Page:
The Moon is Down Chapter One: Here we learn that a small town has been taken over by
one of the many Nazi groups during World War Two. Mr. Corell “ The town good guy”,
the way I view it, sent the town postmen and policemen on a boating trip, keeping them
from the invasion (we learn later that “The town good guy” is really a back-stabber later
in the book). After the invasion, the Nazis request a meeting with the town’s Mayor,
Mayor Orden. Joseph and Doctor Winter, two of Mayor Orden’s colleagues, await the
arrival of Nazis too. The two meet Captain Bentick, a rank lower than Colonel Lanser
who is the one who had requested the meeting. Bentick searches the home. During the
meeting Annie, Mayor Orden’s cook, becomes very aggravated by the soldiers who wait
outside the front porch of the Mayor’s home, and throws a pot of boiling water at them.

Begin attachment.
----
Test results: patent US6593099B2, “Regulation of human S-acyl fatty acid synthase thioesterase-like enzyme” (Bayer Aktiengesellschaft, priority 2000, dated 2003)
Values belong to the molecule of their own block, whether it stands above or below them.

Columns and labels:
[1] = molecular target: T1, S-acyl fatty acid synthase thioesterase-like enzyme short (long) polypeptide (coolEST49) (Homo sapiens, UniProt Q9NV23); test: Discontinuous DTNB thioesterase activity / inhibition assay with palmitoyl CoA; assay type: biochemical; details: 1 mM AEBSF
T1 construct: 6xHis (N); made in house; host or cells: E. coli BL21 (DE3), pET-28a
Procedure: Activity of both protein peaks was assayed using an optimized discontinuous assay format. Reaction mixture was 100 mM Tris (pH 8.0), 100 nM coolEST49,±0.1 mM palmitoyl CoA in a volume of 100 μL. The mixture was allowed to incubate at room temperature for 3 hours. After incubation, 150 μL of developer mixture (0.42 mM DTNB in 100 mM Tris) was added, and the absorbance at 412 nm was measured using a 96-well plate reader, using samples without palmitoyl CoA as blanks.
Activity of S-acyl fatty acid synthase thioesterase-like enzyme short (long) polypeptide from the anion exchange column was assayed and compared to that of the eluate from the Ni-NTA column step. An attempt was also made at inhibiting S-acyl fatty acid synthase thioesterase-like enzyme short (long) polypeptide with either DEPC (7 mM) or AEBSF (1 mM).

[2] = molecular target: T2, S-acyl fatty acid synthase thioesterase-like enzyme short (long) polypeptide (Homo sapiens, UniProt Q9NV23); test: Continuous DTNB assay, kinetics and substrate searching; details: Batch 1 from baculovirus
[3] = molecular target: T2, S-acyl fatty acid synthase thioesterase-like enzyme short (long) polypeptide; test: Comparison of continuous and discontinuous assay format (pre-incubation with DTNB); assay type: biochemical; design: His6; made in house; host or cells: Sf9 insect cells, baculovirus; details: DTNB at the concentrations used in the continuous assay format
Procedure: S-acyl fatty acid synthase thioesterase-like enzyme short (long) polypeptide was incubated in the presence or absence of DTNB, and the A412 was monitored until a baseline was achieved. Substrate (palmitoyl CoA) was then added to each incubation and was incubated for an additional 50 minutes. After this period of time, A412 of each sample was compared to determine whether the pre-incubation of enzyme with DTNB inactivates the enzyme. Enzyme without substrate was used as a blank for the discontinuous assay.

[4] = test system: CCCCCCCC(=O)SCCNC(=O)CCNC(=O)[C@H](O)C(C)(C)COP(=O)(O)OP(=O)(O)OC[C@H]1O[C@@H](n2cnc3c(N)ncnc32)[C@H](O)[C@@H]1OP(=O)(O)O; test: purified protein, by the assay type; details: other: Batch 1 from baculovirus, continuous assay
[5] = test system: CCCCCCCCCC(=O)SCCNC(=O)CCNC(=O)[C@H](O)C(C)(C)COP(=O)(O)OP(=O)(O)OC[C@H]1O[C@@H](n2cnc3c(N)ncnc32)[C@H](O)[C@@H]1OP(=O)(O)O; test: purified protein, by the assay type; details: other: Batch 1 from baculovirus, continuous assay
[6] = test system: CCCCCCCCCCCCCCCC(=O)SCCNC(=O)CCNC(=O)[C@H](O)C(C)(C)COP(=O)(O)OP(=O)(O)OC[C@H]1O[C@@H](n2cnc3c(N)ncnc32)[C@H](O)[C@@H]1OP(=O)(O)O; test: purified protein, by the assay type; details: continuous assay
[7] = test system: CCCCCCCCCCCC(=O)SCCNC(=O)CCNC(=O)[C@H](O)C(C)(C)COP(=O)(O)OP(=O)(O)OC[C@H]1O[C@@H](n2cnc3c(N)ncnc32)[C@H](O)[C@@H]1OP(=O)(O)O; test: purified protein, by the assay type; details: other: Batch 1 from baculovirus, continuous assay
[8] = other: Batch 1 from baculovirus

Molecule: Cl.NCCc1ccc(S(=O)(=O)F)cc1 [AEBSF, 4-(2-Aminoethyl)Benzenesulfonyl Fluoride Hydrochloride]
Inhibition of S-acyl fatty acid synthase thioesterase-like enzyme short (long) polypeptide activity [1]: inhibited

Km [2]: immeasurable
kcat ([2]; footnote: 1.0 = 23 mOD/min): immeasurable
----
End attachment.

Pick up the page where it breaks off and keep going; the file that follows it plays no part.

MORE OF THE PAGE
Chapter Two: In this chapter, Steinbeck explains the characteristics of each of the Nazis.
Major Hunter, an engineer, “arithmatician”, and seemingly indifferent to the fact that he
is a soldier. Captain Bentick, a family man, was old and kind. Bentick also has certain
admiration to the English. Captain Loft, a young man, took much pride in the fact that he
was a soldier. He dreams of his own death on the battlefield, where he is respected.
“Lieutenants Prackle and Tonder were snot noses, undergraduates, lieutenants, trained in
the politics of the day” (Quoted out of the book; there seemed to be no sense putting it in
my own words since it was right there, and couldn’t have been worded any better).
Colonel Lanser takes much pride in what he does. To me, he sees life as an order given
by a higher rank that must be taken out. It is also in this chapter that Captain Bentick dies
by one Alexander Morden, a town dweller. Chapter Three: The chapter begins with a
discussion between Annie and Joseph, who are talking about Alexander Morden and the